Title: Three Parts Dead (Craft Sequence #1)
Author: Max Gladstone
Publisher: Tor Books (Macmillan)
Release Date: October 2, 2012
Acquired Via: Library
A god has died, and it’s up to Tara, first-year associate in the international necromantic firm of Kelethres, Albrecht, and Ao, to bring Him back to life before His city falls apart.
Her client is Kos, recently deceased fire god of the city of Alt Coulumb. Without Him, the metropolis’s steam generators will shut down, its trains will cease running, and its four million citizens will riot.
Tara’s job: resurrect Kos before chaos sets in. Her only help: Abelard, a chain-smoking priest of the dead god, who’s having an understandable crisis of faith.
When Tara and Abelard discover that Kos was murdered, they have to make a case in Alt Coulumb’s courts—and their quest for the truth endangers their partnership, their lives, and Alt Coulumb’s slim hope of survival.
Set in a phenomenally built world in which justice is a collective force bestowed on a few, craftsmen fly on lightning bolts, and gargoyles can rule cities, Three Parts Dead introduces readers to an ethical landscape in which the line between right and wrong blurs.
I've had a really good run of fantasy lately, and Three Parts Dead is no exception. I wasn't really sure if I'd like it at first, because normally necromancy isn't something I enjoy, but the story is less necromancy than the blurb implies. I picked up Three Parts Dead because Patrick Rothfuss wrote a glowing review, and we need more diversity in writing anyway, so I was ecstatic that the main character was a black girl.
The world of Three Parts Dead was fantastic. It's slightly steampunk, but more traditional fantasy too. I really don't know which subgenre of fantasy it is, but all you need to know is that it's really good. In this world, gods are traditionally worshipped and kept "alive", but they are also sustained by intricate contracts, which give and take essence/magic/souls. When something goes horribly wrong with Kos, the fire god of Alt Coulumb, Tara and her boss are sent in to resurrect him before chaos reigns.
The start was at once both a little slow and a little too fast. There's all kinds of events happening, but not much information being given to the reader, which makes the beginning a little confusing. The reader gradually gets most of the information needed, but it did make the second half much more enjoyable than the first half. The action, by the way, does not really stop all the way through the novel. There are a few lulls, but mostly it's running around trying to save the city, or possibly the world, or possibly each individual is just trying to save him or herself. I just love all the moral ambiguity.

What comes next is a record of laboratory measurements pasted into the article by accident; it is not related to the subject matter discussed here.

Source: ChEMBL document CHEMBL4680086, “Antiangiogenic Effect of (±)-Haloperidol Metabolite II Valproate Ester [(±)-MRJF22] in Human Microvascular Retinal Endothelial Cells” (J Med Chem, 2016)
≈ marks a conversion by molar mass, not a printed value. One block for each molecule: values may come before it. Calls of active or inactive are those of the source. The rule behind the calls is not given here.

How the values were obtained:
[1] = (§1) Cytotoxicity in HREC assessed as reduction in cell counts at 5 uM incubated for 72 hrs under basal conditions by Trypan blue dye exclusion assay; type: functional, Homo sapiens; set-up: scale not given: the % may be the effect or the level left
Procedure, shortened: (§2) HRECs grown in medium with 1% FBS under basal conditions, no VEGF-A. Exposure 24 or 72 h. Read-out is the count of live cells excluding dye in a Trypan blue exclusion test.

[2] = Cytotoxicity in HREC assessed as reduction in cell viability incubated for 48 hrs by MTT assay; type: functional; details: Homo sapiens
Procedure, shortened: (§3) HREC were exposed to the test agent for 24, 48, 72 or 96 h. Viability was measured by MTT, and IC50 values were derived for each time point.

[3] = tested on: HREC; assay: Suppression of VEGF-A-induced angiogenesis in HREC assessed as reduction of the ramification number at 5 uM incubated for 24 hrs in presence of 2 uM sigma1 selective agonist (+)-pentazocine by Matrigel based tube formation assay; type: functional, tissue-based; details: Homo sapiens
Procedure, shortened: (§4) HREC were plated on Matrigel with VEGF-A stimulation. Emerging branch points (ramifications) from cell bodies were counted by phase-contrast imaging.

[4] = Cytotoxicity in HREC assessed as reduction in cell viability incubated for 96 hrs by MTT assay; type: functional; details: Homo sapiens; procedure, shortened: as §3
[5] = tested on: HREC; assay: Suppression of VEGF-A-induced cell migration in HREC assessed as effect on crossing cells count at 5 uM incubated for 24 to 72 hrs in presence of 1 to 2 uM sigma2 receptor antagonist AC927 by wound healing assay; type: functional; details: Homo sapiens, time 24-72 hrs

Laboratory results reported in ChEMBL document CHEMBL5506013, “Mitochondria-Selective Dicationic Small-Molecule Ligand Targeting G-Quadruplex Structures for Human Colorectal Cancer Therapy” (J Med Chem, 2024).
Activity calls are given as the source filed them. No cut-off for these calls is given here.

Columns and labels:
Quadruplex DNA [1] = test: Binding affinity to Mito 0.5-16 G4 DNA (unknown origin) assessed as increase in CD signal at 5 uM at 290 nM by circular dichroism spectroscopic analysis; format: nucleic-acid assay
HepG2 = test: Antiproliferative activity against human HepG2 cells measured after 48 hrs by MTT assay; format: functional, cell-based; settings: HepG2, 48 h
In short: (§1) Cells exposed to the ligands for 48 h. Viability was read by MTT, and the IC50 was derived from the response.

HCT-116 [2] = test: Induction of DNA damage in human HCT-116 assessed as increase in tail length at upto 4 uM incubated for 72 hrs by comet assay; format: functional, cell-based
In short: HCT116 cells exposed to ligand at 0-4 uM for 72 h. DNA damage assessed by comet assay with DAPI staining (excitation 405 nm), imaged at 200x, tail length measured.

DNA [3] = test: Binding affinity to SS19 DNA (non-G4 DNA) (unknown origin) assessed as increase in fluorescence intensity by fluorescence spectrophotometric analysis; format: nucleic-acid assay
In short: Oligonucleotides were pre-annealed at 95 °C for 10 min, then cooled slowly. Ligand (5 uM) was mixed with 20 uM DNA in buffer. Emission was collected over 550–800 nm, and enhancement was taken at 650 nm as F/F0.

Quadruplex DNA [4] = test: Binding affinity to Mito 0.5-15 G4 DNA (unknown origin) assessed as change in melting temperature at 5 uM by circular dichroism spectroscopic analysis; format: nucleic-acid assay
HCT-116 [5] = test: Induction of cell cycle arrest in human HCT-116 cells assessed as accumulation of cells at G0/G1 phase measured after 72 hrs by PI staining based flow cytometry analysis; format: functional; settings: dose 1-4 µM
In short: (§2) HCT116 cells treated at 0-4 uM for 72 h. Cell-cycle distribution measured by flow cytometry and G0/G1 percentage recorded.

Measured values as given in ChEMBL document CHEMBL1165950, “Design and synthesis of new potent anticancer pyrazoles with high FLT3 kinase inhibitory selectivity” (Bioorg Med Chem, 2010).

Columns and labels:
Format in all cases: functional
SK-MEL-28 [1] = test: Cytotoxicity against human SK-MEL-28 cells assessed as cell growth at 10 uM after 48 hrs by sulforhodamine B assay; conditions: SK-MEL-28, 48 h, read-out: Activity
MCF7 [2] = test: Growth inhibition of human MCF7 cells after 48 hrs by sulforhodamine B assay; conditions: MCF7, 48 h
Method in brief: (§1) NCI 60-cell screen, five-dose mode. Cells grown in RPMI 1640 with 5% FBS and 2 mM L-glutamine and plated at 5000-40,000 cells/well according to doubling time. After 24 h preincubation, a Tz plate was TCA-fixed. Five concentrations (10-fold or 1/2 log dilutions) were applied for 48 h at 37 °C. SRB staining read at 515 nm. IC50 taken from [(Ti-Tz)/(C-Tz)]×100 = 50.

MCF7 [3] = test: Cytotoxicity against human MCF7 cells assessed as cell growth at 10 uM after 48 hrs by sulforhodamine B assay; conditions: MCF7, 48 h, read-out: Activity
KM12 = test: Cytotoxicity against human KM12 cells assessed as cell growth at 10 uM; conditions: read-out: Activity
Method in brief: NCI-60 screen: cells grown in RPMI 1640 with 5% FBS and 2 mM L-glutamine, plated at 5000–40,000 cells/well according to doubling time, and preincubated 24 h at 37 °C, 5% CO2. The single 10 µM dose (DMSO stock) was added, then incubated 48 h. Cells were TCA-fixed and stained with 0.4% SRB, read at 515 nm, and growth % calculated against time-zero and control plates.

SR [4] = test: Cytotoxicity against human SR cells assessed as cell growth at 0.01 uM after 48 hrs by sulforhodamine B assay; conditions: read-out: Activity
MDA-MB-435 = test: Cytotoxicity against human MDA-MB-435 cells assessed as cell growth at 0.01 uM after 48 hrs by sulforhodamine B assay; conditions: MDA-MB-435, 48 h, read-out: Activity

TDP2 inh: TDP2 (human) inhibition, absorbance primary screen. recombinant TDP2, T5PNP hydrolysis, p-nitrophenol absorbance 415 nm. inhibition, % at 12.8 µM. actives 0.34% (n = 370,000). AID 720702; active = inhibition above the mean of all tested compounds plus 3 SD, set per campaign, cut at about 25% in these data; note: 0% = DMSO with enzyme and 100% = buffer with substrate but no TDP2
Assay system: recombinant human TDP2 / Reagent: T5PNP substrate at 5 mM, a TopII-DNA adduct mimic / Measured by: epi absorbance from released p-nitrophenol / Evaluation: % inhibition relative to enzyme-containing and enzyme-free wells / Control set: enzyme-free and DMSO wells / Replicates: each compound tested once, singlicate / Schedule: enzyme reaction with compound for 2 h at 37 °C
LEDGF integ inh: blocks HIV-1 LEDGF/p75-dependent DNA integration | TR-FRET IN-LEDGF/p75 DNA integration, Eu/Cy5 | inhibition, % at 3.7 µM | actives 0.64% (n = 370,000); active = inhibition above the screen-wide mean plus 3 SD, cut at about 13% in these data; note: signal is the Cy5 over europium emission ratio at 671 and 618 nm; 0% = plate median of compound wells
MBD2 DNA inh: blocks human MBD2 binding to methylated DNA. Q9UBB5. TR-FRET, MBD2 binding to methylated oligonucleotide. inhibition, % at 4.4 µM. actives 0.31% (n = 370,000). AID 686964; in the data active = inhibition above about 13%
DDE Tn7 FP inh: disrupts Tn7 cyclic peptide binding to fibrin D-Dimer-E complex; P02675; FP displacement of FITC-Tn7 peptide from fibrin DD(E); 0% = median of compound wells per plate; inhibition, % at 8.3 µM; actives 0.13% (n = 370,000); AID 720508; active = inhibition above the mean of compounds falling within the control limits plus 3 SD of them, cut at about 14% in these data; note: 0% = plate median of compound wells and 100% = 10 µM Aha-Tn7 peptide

The intricate contracts and the way the world's inhabitants interact made this one of the cleverest fantasies I've ever read. Also, there are all kinds of shades of grey through Three Parts Dead and no one is really a good guy, although there is a clear cut villain or two. Just as an example, one of the gods is "Justice", but she is more vengeful and jealous than the true blind justice. Even with all of the action, Gladstone set one hell of a plot. There were twists and quite a few of the end points that I didn't see coming.
I've read that the second one, Two Serpents Rise is even better than the first, so I can't wait to read it. I'm going to try it in audio this time around. I'm not too sure if I'll like the change of main character, and I hope that we get to see some of the mains from Three Parts Dead, especially the pirate vampire, the addicted pseudo-cop Cat, and the morally ambiguous Ms. Kevarian.
If you're looking for a different type of fantasy, you definitely need to start this series. I don't really know what type of fantasy it is, other than one I loved.
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